Only strong, viable and visible Afghan-India relations can help improve India’s relations with Pakistan, according to former National Security Advisor Shivshankar Menon.
Launching the book “Afghanistan-Pakistan-India: A paradigm shift”, authored by Afghanistan’s Ambassador to India Shaida Abdali, at Observer Research Foundation on Wednesday, Mr.Menon said he did not agree with the view in Kabul that India prefers normalisation of relations with Pakistan over its relations with Afghanistan.
He said he also did not agree with the view in Kabul that India’s sensitivity to Pakistan’s concerns is affecting it playing a much bigger role in Afghanistan. “I am not so sure. It is much more complex,” Menon said.
He said India-Afghan ties are based on much stronger logic that it has survived all twists and turns in the last 60-plus years.
Menon said the “strange spectacle of” U.S., China and Pakistan negotiating with Taliban into taking part in government is unlikely to solve the problem and bring stability to Afghanistan and the region as Taliban has no respect for democratic principles or modern government systems.
“We have seen foreign interventions earlier too. This too cannot end any different,” Menon remarked.
He said until there is a meaningful change in Pakistan’s policy on terror and using it as a state policy, the situation is very difficult to improve.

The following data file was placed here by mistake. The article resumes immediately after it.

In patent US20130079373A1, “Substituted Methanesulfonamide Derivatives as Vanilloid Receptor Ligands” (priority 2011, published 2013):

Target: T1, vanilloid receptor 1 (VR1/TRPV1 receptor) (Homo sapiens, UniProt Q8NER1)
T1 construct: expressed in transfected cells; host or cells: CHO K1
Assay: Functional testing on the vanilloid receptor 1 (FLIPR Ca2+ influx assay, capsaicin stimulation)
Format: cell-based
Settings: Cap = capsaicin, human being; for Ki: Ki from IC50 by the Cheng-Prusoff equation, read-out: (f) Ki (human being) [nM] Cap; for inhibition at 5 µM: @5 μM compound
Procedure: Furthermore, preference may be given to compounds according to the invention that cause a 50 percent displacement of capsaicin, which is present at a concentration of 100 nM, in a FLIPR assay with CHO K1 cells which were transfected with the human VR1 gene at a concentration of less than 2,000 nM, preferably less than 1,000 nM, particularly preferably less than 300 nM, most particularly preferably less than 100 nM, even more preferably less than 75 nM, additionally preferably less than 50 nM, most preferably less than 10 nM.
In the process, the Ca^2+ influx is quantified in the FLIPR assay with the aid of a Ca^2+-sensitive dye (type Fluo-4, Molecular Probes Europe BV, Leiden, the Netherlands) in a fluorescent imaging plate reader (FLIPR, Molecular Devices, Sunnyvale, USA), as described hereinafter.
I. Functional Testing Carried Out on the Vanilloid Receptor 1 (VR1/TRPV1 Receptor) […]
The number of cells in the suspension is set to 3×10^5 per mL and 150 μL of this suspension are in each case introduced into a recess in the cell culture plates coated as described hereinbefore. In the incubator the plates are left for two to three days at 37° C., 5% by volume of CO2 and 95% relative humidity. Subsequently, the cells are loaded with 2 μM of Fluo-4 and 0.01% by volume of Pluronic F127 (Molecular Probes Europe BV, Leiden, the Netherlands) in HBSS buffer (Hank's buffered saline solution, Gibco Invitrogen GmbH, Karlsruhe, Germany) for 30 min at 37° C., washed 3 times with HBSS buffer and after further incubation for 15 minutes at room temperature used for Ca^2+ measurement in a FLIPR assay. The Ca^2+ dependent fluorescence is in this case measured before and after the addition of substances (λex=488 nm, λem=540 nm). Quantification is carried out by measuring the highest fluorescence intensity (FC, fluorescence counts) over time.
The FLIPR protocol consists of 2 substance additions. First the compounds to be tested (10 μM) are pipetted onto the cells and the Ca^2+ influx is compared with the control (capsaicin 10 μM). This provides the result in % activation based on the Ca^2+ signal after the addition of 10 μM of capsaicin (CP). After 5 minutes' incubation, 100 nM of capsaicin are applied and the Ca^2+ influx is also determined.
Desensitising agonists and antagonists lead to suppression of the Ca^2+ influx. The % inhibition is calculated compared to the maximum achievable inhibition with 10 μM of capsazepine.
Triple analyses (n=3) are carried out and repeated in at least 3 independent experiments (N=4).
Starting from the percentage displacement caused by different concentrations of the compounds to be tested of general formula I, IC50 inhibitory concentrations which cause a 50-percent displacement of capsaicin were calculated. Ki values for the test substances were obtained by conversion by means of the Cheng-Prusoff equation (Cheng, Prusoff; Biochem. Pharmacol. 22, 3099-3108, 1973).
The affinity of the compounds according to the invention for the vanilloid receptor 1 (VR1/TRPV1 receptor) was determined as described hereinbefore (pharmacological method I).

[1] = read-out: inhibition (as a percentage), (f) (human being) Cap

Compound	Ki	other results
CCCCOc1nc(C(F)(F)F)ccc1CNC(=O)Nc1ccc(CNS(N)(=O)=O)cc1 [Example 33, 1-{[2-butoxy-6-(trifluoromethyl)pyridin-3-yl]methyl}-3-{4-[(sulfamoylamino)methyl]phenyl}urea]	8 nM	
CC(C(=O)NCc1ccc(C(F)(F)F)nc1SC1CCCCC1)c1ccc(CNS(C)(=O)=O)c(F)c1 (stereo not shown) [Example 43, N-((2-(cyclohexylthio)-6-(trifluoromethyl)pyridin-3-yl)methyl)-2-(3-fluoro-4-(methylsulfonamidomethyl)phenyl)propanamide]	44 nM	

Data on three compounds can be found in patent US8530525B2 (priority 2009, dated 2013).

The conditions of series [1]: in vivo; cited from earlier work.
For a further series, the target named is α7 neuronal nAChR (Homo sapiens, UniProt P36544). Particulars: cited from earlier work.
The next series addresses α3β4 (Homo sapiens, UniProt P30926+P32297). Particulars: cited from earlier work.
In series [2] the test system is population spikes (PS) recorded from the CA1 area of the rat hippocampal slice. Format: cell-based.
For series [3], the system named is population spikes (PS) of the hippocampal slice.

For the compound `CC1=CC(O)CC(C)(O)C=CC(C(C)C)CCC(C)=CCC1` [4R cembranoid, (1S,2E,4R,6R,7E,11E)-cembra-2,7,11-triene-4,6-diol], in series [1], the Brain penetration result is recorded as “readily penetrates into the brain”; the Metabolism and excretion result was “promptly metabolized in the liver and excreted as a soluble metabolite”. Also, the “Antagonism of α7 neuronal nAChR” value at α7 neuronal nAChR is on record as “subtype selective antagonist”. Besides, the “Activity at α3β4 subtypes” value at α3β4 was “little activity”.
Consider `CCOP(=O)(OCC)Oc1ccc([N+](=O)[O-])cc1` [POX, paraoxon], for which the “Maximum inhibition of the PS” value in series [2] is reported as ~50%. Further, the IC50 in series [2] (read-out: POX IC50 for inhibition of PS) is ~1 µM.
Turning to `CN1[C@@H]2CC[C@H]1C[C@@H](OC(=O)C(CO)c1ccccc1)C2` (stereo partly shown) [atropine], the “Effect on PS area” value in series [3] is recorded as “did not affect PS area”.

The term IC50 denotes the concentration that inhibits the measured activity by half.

Saying it is possible to make the optimism expressed in the book real, of cooperation and connectivity between India, Pakistan and Afghanistan, Menon said “we have broken down the world into pieces”, reminiscing his younger days when traders from Kabul used to go door to door, selling their products and his own drive through the region.
Menon noted that the author, Shaida Abdali, is himself a participant in the history-in-making, being the executive assistant to former president Hamid Karzai, then deputy National Security Advisor and now Ambassador.
Ambassador Abdali said his book is based on inputs from sources from all the countries, besides his own experiences in the processes. He said if the three countries bring about a paradigm shift in their policies, he is sure they can build themselves a bright future for the region.
He said for India, Afghanistan is a strategic priority as terrorism is a big threat to Afghanistan as well as India.
Saying that the Chabahar deal is a message to Pakistan, Abdali said connectivity through India-Pakistan-Afghanistan can bring about wonders to the region.
Vikram Sood, former head of RA&W and Advisor ORF, said the book is full of hope to solve “the tricky situation” in the region. He said after spending more 60 billion dollars in the last 16 years, the United States will not leave Afghanistan without results.
Former Indian Ambassador to Afghanistan Vivek Katju, who was in Kabul after the fall of the Taliban government, said India had never imposed its agenda on Afghanistan and it was only interested in the development of the people and the country.